Center on Aging Retreat to Feature Experts in Patient-Centered Medical Home, Transitional Care

Center on Aging Retreat to Feature Experts in Patient-Centered Medical Home, Transitional Care

Feb 17, 2011 1:26 PM

SALT LAKE CITY—The patient-centered medical home (PCMH) is rapidly gaining momentum among many physicians and other providers as a model for more efficient and effective health care.

On Feb. 22-23, 2011, the University of Utah Center on Aging’s (CoA) Fifth Annual Research Retreat will focus on how the PCMH model and providing better transitional care for older patients can lead to improved health outcomes and cost savings in treating the nation’s burgeoning population of people 65 and older. Two experts in these areas – a physician who helped develop a patient-centered medical home model in Indiana, and a social worker who’s heading up a transitional care project at the Rush University Medical Center – will lead a symposium on these timely topics on Wednesday, the 23rd.

The retreat takes place in the Health Sciences Education Building (HSEB) and kicks off at 3:30 p.m. on Tuesday, the 22nd, with a reception and research poster presentations by CoA faculty and graduate students in Alumni Hall. Topics of the presentations will range from, “Using Hair to Monitor Health and Nutrition Among the Elderly” to “Development & Enhancement of a Medical Home Model for Low-Income Older Adult

On Wednesday morning in HSEB room 1750, a symposium, “Geriatric Patient-Centered Medical Home & Transitions of Care,” will address the critical issue of meeting the health care needs of older people. The first baby boomers turned 65 on Jan. 1, and when this “Age Wave” crests in about 20 years, an estimated 78 million people will have turned 65, placing unprecedented demand on the nation’s health care system.

“As the nation’s elderly population grows in the next 20 years, it is critical that our health care system addresses the huge needs this historic demographic shift will bring,” said Mark A. Supiano, M.D., CoA director, chief of geriatrics, and professor of internal medicine at the U School of Medicine. “Center on Aging faculty members are to committed exploring the cutting-edge research that will help meet the challenges of caring for a historic number of older people in our society.”

As providers and others look for ways to give older patients, and all others, better, more efficient health care, the PCMH model has gained wide support. In this model, a team that includes a primary care physician, nurses, pharmacists, physician assistants, medical assistants, social workers, and others oversees all aspects of a patient’s needs – acute, episodic, and preventive care.  This approach helps providers give more personalized care and also can reduce overall health care costs by providing more efficient care.

At 8:30 a.m. on Wednesday, Steven R. Counsell, M.D., Mary Elizabeth Mitchell Professor of Geriatrics, professor of medicine, and director of the Indiana University Geriatrics Program, will present, “GRACE: An Evidence-Based PCMH and Transitional Care Model.” Counsell has gained wide acclaim for a PCMH model he helped develop for low-income older people. Called GRACE – Geriatric Resources for Assessment and Care of Elders – the model is based on a two-team approach: a support team, comprising a social worker and nurse practitioner, and an interdisciplinary team, which includes a primary care physician, physical therapist, pharmacist, and community support liaison.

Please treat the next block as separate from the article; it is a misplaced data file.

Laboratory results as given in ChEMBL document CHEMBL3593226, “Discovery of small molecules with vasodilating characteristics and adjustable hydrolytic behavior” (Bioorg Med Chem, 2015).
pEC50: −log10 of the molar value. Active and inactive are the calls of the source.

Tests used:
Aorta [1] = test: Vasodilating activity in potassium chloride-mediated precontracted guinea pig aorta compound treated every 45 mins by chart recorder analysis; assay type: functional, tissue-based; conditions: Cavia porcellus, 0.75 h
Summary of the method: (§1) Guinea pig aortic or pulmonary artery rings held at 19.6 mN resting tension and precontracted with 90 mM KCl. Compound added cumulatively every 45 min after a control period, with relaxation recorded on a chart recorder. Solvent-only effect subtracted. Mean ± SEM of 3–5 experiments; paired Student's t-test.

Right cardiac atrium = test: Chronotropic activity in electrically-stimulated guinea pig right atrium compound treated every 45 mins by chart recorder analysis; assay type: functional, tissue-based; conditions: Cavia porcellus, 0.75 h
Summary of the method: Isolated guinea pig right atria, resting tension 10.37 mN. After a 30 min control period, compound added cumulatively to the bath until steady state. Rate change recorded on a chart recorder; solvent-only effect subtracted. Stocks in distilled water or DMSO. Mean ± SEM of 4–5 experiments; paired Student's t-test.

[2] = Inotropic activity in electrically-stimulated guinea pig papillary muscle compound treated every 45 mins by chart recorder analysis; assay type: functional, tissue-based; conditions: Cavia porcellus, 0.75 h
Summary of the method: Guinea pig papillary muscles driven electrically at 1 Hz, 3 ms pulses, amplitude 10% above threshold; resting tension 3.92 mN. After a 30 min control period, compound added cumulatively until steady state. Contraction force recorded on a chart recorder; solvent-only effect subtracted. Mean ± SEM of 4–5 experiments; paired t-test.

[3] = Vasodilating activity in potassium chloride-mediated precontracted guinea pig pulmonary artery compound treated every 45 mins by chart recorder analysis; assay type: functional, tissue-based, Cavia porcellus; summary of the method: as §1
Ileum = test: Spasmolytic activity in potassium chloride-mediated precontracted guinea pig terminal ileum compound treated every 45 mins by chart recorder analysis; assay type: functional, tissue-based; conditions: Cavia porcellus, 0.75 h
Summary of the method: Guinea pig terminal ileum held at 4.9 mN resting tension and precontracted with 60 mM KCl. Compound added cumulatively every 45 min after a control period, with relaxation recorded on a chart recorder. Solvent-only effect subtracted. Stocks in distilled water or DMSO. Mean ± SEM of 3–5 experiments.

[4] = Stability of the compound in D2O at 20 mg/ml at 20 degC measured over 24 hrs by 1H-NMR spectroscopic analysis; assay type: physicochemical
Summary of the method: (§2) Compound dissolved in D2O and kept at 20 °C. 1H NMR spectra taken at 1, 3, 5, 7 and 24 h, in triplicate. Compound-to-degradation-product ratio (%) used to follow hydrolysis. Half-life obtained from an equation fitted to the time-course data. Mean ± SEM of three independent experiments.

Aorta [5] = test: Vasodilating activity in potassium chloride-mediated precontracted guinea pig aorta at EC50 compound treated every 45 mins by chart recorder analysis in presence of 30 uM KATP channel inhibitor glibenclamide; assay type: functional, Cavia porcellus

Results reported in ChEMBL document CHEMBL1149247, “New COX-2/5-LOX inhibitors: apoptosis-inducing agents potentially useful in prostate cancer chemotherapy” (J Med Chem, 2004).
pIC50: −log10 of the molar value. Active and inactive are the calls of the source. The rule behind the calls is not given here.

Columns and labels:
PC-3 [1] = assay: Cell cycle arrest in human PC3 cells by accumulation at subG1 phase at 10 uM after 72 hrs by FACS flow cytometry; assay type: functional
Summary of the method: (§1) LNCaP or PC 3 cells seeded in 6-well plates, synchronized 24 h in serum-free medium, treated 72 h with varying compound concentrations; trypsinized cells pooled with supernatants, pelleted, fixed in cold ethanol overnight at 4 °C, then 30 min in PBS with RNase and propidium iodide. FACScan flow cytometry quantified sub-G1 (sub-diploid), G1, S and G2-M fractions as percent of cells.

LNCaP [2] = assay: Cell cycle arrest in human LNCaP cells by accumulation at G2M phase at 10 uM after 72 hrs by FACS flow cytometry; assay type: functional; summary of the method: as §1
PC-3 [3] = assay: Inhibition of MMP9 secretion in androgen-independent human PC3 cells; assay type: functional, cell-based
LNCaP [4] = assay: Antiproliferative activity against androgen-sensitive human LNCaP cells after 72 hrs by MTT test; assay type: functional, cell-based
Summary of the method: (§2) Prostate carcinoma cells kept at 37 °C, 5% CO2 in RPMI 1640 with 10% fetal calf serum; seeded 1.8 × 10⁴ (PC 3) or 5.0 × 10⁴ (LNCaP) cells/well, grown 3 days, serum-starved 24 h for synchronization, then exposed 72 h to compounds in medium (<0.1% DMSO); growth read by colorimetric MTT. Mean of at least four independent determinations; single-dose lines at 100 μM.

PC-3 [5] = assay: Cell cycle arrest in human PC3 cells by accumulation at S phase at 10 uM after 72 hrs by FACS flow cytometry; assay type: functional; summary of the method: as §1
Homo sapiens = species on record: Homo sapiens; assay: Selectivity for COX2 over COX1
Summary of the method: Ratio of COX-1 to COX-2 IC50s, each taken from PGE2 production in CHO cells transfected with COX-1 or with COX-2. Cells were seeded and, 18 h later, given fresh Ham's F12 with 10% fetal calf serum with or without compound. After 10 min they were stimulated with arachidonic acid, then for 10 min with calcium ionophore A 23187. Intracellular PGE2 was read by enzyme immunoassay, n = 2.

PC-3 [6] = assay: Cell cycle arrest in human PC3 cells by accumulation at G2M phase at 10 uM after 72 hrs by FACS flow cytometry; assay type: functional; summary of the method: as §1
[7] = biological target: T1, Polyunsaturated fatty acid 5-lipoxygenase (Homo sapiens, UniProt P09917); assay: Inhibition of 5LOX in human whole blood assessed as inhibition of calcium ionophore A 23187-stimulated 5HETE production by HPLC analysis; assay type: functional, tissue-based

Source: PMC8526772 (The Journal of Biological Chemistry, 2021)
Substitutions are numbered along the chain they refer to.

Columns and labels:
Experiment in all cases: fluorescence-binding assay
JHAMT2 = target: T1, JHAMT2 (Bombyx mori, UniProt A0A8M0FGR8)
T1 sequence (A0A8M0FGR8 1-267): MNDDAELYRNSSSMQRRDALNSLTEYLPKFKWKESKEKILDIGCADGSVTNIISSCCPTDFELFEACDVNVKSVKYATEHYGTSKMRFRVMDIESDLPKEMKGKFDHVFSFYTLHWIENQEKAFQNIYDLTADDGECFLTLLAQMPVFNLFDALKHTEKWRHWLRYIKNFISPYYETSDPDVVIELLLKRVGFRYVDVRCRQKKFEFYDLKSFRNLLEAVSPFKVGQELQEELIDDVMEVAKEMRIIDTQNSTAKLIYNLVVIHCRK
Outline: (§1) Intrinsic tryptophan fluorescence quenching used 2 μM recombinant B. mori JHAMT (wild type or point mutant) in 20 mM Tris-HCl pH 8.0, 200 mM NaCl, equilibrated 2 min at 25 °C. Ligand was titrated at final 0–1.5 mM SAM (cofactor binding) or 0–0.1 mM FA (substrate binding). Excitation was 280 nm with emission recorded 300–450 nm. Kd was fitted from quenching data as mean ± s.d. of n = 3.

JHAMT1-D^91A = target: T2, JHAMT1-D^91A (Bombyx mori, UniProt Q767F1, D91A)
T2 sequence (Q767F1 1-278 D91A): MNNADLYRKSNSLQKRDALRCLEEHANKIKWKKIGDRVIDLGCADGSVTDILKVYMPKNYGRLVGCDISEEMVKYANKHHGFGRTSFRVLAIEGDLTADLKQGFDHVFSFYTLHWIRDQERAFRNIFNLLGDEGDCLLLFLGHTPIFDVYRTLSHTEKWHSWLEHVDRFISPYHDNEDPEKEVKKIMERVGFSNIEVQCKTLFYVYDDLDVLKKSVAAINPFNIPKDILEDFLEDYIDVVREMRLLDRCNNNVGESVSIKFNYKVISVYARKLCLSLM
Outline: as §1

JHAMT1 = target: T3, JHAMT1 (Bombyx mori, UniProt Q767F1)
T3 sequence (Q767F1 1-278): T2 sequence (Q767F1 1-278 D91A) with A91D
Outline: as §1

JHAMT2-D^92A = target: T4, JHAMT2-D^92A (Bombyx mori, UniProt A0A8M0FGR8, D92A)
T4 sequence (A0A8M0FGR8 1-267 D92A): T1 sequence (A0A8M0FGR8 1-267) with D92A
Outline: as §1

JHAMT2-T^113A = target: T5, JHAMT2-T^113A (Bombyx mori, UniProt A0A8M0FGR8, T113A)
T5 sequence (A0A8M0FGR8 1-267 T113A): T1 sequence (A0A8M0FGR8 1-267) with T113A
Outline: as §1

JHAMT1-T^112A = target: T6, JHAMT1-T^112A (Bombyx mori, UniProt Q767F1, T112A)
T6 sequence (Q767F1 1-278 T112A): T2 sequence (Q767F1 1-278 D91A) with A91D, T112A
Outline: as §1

The support team meets with patients in their homes to assess everything from which medications they take to what they eat. The interdisciplinary team develops an individualized care plan for each patient. The support team then meets with the primary care physician and client to make sure the plan meets the individual’s needs and goals. A clinical trial showed GRACE reduced emergency department visits and hospital admissions, which contributed to better health, improved quality of life, and cost savings to the patients in the study.

At 9:15, Robyn L. Golden, LCSW, director of Older Adult Programs at Rush University Medical Center in Chicago, will discuss a pilot program at Rush that provides transitional care to older patients being discharged from the hospital. It’s estimated that nearly 20 percent of Medicare patients discharged from the hospital are readmitted within 30 days, and much of this is due to poor follow-up, especially within the first 48 hours of discharge.

In 2007, the Rush University Medical Center began an Enhanced Discharge Planning Program to reduce the number of readmissions. Led by Golden, the program uses social workers to follow up with elderly patients to identify potential problems, clear up confusion regarding the discharge plan, and resolve other issues that lead to hospital readmissions. In her presentation, “The Enhanced Discharge Planning Program: A Social Work Model for Transitional Care,” Golden will discuss the program and how it’s working.

“Their hands-on experience with these approaches to transitional care give both of our presenters a valuable perspective on how we can better care for elderly patients,” Supiano said.

Following Golden’s presentation, at 10:15, University of Utah geriatrician Cheri Brunker, M.D., associate professor of internal medicine, will discuss “Providing Tools for the Medical Home: The Role of Care Management Plus.” She’ll be followed by Les Lenert, M.D., M.S., U of U professor of biomedical informatics and internal medicine, who’ll discuss the “The Role of Technology in Supporting Aging in Place,” from 10:45 to 11:15.

The symposium and research retreat will conclude with a panel discussion from 11:15 to noon. For live webcast information, visit www.aging.utah.edu or contact aging@hsc.utah.edu. The public is invited to both Tuesday’s and Wednesday’s events.   

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